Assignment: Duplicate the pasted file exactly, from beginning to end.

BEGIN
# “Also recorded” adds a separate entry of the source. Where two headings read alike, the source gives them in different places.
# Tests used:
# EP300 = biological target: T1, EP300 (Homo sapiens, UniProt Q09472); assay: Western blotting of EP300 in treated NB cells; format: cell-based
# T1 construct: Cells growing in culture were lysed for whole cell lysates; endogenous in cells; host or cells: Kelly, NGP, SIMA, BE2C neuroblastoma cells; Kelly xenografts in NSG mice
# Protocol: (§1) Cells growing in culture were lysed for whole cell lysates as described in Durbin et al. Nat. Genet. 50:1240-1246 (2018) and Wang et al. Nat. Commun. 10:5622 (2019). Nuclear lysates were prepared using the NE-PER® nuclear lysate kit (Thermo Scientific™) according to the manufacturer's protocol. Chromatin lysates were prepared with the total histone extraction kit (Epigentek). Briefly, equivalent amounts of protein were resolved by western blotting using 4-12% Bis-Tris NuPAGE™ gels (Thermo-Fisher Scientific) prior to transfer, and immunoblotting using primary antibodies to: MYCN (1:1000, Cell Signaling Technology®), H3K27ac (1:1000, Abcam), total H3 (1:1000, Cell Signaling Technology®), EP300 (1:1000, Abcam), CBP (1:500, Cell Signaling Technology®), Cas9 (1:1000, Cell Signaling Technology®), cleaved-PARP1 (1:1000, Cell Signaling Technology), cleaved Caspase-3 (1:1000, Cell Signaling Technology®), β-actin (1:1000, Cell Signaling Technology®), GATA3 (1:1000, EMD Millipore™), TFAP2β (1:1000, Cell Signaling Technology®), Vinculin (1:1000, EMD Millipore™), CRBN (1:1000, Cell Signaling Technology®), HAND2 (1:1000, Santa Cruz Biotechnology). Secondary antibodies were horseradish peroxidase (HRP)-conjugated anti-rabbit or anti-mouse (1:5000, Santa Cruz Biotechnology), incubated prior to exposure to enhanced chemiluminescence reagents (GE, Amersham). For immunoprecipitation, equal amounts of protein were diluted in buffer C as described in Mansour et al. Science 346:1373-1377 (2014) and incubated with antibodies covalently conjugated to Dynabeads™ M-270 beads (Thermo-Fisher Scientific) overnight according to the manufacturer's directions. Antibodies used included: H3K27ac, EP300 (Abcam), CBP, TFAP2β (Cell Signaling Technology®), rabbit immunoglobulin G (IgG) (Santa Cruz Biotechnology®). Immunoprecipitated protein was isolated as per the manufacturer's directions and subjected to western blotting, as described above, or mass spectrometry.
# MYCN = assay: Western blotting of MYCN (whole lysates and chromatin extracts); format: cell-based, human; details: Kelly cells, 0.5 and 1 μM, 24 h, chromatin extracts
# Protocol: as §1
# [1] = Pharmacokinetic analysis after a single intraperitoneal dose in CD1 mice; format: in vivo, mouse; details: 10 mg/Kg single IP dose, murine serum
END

# “Also recorded” adds a separate entry of the source. Where two headings read alike, the source gives them in different places.
# Tests used:
# EP300 = biological target: T1, EP300 (Homo sapiens, UniProt Q09472); assay: Western blotting of EP300 in treated NB cells; format: cell-based
# T1 construct: Cells growing in culture were lysed for whole cell lysates; endogenous in cells; host or cells: Kelly, NGP, SIMA, BE2C neuroblastoma cells; Kelly xenografts in NSG mice
# Protocol: (§1) Cells growing in culture were lysed for whole cell lysates as described in Durbin et al. Nat. Genet. 50:1240-1246 (2018) and Wang et al. Nat. Commun. 10:5622 (2019). Nuclear lysates were prepared using the NE-PER® nuclear lysate kit (Thermo Scientific™) according to the manufacturer's protocol. Chromatin lysates were prepared with the total histone extraction kit (Epigentek). Briefly, equivalent amounts of protein were resolved by western blotting using 4-12% Bis-Tris NuPAGE™ gels (Thermo-Fisher Scientific) prior to transfer, and immunoblotting using primary antibodies to: MYCN (1:1000, Cell Signaling Technology®), H3K27ac (1:1000, Abcam), total H3 (1:1000, Cell Signaling Technology®), EP300 (1:1000, Abcam), CBP (1:500, Cell Signaling Technology®), Cas9 (1:1000, Cell Signaling Technology®), cleaved-PARP1 (1:1000, Cell Signaling Technology), cleaved Caspase-3 (1:1000, Cell Signaling Technology®), β-actin (1:1000, Cell Signaling Technology®), GATA3 (1:1000, EMD Millipore™), TFAP2β (1:1000, Cell Signaling Technology®), Vinculin (1:1000, EMD Millipore™), CRBN (1:1000, Cell Signaling Technology®), HAND2 (1:1000, Santa Cruz Biotechnology). Secondary antibodies were horseradish peroxidase (HRP)-conjugated anti-rabbit or anti-mouse (1:5000, Santa Cruz Biotechnology), incubated prior to exposure to enhanced chemiluminescence reagents (GE, Amersham). For immunoprecipitation, equal amounts of protein were diluted in buffer C as described in Mansour et al. Science 346:1373-1377 (2014) and incubated with antibodies covalently conjugated to Dynabeads™ M-270 beads (Thermo-Fisher Scientific) overnight according to the manufacturer's directions. Antibodies used included: H3K27ac, EP300 (Abcam), CBP, TFAP2β (Cell Signaling Technology®), rabbit immunoglobulin G (IgG) (Santa Cruz Biotechnology®). Immunoprecipitated protein was isolated as per the manufacturer's directions and subjected to western blotting, as described above, or mass spectrometry.
# MYCN = assay: Western blotting of MYCN (whole lysates and chromatin extracts); format: cell-based, human; details: Kelly cells, 0.5 and 1 μM, 24 h, chromatin extracts
# Protocol: as §1
# [1] = Pharmacokinetic analysis after a single intraperitoneal dose in CD1 mice; format: in vivo, mouse; details: 10 mg/Kg single IP dose, murine serum